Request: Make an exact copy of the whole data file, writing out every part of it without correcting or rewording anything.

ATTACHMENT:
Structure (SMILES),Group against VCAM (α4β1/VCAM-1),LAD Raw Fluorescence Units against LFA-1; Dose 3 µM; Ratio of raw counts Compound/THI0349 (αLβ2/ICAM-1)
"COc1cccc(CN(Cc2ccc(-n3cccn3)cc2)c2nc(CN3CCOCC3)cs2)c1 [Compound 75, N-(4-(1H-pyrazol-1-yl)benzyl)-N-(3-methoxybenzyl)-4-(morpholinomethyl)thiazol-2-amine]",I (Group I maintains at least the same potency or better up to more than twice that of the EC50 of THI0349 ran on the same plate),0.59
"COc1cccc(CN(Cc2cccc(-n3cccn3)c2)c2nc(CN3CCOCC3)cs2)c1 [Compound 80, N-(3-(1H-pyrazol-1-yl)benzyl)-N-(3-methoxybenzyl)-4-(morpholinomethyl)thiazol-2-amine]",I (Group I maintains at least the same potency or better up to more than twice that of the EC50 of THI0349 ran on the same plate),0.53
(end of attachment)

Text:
Structure (SMILES),Group against VCAM (α4β1/VCAM-1),LAD Raw Fluorescence Units against LFA-1; Dose 3 µM; Ratio of raw counts Compound/THI0349 (αLβ2/ICAM-1)
"COc1cccc(CN(Cc2ccc(-n3cccn3)cc2)c2nc(CN3CCOCC3)cs2)c1 [Compound 75, N-(4-(1H-pyrazol-1-yl)benzyl)-N-(3-methoxybenzyl)-4-(morpholinomethyl)thiazol-2-amine]",I (Group I maintains at least the same potency or better up to more than twice that of the EC50 of THI0349 ran on the same plate),0.59
"COc1cccc(CN(Cc2cccc(-n3cccn3)c2)c2nc(CN3CCOCC3)cs2)c1 [Compound 80, N-(3-(1H-pyrazol-1-yl)benzyl)-N-(3-methoxybenzyl)-4-(morpholinomethyl)thiazol-2-amine]",I (Group I maintains at least the same potency or better up to more than twice that of the EC50 of THI0349 ran on the same plate),0.53